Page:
China knows it is in NO ONE's interest to have war break out on the Korean Peninsula.  China also knows that the days of the North Korean "problem" continuing unresolved, must finally come to an end.  

Whether that takes place at the bargaining table or on the battle field, remains to be seen.

 

 

 

 

 

 

A defrocked priest pleaded not guilty Monday to charges of sexually abusing a young girl on Long Island.

Augusto Cortez, 53, pleaded not guilty to criminal sexual act, sexual abuse and endangering the welfare of a child, said Suffolk County District Attorney Thomas Spota said.

Spota said the crimes occurred in June 2014 and Cortez was indicted by a grand jury in October of that year.

 



But Cortez fled to South America in 2014 to avoid arrest, officials said. He was arrested by Southampton Town police April 22 when he was returned to the U.S.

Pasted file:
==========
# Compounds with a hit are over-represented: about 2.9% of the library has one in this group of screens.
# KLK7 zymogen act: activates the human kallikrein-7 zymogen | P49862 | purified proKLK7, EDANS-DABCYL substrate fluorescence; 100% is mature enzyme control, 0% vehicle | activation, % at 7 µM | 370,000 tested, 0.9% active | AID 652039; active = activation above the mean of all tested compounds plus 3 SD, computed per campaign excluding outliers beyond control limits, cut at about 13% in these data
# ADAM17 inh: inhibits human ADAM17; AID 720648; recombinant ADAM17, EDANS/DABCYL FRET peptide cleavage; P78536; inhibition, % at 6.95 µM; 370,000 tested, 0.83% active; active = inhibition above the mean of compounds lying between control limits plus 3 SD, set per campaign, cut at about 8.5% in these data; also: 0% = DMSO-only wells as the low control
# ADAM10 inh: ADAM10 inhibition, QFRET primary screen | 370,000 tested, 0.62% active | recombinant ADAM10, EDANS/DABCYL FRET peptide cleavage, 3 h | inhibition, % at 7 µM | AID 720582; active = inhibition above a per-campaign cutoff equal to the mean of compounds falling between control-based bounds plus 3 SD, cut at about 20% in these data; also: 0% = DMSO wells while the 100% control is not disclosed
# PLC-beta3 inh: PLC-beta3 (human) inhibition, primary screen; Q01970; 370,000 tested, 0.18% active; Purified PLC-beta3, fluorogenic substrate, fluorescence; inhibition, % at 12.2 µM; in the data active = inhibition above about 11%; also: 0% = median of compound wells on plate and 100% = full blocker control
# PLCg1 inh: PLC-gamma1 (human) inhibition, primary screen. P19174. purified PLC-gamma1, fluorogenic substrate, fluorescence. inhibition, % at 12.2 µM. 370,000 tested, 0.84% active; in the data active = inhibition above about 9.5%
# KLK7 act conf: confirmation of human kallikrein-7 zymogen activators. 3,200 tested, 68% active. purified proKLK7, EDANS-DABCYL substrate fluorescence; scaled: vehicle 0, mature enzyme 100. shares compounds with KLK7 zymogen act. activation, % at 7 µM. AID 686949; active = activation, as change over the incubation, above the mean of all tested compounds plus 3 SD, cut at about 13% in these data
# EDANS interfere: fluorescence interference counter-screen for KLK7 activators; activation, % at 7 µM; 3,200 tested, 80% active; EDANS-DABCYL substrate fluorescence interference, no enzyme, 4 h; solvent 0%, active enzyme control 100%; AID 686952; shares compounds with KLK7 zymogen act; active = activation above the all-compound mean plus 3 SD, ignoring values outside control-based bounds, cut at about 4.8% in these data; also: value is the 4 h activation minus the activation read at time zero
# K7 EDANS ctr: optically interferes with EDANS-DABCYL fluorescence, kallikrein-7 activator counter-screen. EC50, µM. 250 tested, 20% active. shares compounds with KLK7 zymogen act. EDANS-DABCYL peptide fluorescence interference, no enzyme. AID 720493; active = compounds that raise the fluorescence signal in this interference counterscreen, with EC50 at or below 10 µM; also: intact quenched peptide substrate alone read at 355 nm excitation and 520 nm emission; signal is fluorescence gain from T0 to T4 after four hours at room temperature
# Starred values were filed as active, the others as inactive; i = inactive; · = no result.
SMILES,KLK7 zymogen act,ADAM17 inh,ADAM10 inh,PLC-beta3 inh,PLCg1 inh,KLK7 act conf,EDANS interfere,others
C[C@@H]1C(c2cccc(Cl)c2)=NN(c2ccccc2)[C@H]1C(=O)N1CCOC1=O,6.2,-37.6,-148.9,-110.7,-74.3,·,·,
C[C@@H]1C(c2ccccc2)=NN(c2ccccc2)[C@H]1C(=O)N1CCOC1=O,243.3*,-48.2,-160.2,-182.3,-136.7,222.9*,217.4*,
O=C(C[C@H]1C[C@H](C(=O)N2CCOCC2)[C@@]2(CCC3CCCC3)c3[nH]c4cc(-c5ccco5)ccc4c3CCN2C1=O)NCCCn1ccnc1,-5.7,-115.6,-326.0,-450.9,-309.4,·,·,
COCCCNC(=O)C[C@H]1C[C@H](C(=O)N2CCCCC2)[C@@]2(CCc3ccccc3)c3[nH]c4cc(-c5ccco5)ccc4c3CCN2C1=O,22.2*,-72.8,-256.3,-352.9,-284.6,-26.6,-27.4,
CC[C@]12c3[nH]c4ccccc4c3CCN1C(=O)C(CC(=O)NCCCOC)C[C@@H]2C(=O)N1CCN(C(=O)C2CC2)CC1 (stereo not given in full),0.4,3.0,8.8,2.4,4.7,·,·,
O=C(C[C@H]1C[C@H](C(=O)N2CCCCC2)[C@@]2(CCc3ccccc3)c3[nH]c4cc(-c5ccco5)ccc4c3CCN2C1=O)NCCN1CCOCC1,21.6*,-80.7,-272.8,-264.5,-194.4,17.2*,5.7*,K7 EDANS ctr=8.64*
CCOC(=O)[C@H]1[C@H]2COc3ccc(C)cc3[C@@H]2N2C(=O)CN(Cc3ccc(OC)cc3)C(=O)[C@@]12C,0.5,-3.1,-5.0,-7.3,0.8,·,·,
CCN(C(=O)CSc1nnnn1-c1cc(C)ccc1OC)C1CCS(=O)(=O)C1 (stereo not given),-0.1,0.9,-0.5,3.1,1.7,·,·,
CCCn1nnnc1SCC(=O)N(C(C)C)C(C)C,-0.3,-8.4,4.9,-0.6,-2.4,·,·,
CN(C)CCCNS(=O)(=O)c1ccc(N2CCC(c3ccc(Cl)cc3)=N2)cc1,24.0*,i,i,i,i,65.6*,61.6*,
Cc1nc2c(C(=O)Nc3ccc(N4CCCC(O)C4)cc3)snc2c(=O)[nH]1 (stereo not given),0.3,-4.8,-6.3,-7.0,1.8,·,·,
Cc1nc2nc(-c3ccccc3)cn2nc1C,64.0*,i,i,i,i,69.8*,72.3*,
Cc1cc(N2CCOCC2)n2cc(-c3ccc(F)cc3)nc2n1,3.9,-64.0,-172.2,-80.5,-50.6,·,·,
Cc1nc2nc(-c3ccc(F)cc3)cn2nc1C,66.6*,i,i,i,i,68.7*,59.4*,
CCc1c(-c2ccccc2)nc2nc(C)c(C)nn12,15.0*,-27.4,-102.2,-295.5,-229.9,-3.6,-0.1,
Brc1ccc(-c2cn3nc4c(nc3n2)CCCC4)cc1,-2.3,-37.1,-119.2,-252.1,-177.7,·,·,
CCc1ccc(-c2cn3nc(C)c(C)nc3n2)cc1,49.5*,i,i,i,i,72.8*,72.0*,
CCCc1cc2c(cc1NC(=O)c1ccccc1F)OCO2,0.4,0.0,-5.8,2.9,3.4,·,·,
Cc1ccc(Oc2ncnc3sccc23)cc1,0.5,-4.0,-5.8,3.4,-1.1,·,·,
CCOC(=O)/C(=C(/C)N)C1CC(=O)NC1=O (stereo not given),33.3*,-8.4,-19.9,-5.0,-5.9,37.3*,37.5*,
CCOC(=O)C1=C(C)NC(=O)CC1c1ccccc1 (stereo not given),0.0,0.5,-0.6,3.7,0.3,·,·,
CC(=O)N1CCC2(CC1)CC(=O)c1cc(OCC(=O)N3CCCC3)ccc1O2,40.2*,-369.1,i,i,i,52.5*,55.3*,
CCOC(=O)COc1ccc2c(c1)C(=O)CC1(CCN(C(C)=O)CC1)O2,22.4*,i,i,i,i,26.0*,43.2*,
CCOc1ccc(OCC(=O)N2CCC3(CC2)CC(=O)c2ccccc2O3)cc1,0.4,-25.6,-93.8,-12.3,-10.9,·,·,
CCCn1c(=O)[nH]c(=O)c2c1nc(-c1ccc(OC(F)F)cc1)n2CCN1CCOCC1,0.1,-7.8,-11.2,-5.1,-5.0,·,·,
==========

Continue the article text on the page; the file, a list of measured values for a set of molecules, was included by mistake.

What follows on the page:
He is being held without bail and is scheduled to return to court May 15.

Cortez is a registered sex offender; he was convicted of forcible touching in Brooklyn in 2009.

 

 

An operational test launch of an Air Force Global Strike Command unarmed Minuteman III intercontinental ballistic missile is scheduled for Wednesday, April. 26, between 12:01 p.m. ans 6:01 a.m. from north Vandenberg Air Force Base.

The purpose of the ICBM test launch program is to validate and verify the effectiveness, readiness, and accuracy of the weapon system, according to Air Force Global Strike Command.

Col. John Moss, 30th Space Wing commander, is the launch decision authority.

"Team V is once again ready to work with Air Force Global Strike Command to successfully launch another Minuteman III missile," said Moss. "These Minuteman launches are essential to verify the status of our national nuclear force and to demonstrate our national nuclear capabilities. We are proud of our long history in partnering with the men and women of the 576th Flight Test Squadron to execute these missions for the nation."